Brittlebank Park is a 10 acre park along the Ashley River and just south of Charleston’s Riverdogs baseball stadium. The park has tons of open green space with beautiful water views (it’s a great place to take in sunset!). Brittlebank Park boasts a playground, a fishing pier, and a boat dock. You’ll always find people fishing and crabbing off the dock. Find Brittlebank Park here.
Marion Square is in the heart of downtown Charleston and the site of so many wonderful celebrations like Turkey Trots and Christmas kickoffs at the holidays, festivals like the Charleston Wine + Food Festival in the spring, and weekend farmer’s markets in the summer. Since Marion Square is so centrally located in town, it is surrounded by some of the city’s best hotels, restaurants, and shops so you’ll most likely find yourself here or walking by at some point on a trip to Charleston. P.S. Marion Square has recently been in the news because the city of Charleston removed the John C. Calhoun statue in the park this week. Marion Square is located between King Street and Meeting Street just north of Calhoun Street. Find Marion Square here.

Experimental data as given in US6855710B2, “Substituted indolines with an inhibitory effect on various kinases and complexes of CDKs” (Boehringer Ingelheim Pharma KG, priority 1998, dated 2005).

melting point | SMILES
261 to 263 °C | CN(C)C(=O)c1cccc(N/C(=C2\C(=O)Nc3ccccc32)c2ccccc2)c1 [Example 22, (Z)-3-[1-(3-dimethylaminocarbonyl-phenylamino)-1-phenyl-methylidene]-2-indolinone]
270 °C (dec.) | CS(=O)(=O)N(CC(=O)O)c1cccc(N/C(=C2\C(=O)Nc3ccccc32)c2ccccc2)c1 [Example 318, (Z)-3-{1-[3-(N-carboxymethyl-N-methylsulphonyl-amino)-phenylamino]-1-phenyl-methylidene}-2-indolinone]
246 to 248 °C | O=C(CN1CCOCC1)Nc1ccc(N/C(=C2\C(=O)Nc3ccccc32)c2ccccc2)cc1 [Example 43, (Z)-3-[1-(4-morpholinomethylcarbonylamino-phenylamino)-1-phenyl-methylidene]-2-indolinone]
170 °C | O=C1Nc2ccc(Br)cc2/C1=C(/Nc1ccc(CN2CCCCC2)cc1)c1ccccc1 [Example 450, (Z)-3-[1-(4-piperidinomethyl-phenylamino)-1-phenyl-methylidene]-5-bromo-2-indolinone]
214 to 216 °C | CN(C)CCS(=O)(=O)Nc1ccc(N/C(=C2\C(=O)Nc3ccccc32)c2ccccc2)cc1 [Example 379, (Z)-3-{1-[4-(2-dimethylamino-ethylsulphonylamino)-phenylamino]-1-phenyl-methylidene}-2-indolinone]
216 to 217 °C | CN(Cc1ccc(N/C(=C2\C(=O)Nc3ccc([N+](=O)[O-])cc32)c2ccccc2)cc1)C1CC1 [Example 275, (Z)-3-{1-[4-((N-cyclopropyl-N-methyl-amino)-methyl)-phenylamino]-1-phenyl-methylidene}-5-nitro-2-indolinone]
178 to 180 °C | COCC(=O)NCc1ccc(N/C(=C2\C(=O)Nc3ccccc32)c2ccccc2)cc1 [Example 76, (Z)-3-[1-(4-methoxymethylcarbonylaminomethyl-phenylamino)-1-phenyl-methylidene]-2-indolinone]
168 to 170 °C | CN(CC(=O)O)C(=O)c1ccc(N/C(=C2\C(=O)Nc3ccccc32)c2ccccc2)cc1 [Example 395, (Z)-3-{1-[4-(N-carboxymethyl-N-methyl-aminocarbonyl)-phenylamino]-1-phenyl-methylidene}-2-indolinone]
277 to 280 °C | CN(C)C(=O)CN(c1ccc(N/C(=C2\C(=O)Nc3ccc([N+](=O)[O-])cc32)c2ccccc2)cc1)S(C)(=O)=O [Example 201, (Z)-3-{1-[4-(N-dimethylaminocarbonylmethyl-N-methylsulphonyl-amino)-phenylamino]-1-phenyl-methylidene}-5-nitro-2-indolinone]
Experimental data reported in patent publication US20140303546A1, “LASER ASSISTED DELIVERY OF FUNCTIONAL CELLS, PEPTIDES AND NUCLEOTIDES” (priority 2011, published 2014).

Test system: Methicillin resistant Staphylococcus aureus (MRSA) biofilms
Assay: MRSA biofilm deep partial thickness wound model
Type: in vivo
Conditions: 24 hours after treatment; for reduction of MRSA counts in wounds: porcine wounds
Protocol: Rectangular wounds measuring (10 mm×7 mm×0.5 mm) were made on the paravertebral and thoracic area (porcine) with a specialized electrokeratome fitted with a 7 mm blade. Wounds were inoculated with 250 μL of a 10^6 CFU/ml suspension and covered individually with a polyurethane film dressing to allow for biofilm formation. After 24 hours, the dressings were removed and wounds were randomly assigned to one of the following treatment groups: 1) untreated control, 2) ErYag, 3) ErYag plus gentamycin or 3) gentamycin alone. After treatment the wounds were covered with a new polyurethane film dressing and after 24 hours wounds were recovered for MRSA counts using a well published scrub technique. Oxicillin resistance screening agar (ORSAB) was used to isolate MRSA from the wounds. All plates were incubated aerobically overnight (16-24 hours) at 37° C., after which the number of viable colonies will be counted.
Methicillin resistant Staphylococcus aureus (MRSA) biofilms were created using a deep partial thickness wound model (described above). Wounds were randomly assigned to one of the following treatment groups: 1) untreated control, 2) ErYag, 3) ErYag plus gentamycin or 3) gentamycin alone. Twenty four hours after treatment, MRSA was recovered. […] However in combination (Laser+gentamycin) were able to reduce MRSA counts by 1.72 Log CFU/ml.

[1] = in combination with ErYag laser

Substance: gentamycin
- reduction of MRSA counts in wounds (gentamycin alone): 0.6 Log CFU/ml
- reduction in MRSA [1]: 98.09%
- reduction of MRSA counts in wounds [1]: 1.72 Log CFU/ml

Washington Square is one of my favorite parks in Charleston. It reminds me of a New York City park because it’s a quiet oasis tucked within the center of the bustling center of downtown Charleston. You could honestly walk by it and almost miss it! Washington Square is at the corner of Broad Street and Meeting Street nestled behind Charleston City Hall. It got its name because of the statue of George Washington on display within the park. The park is a magical place to steal a quiet moment on a bench under the shade of oak trees. So pretty! Find Washiongton Square located here.
Allan Park is the sweetest little neighborhood park in the Hampton Park Terrace neighborhood! It is centered around a beautiful fountain that is surrounded by oak trees, benches, and lots of vegetation. It’s parks like Allan Park that give Charleston neighborhoods so much charm. Find Allan Park here.
All of the above parks are in downtown Charleston. However, Charleston also has a wealth of wonderful parks surrounding the downtown area in every direction. Drive over a bridge in any direction and you’re there! In my opinion, the best parks in Charleston SC that aren’t right downtown are:
James Island County Park.
The James Island County Park is great because it is huge so it has tons of green space! It has a wonderful dog park with a lake in it that our dogs absolutely love to swim and play fetch in. We also use the park for its picnic tables and walking trails although there’s lots more the park offers too. Find James Island County Park here.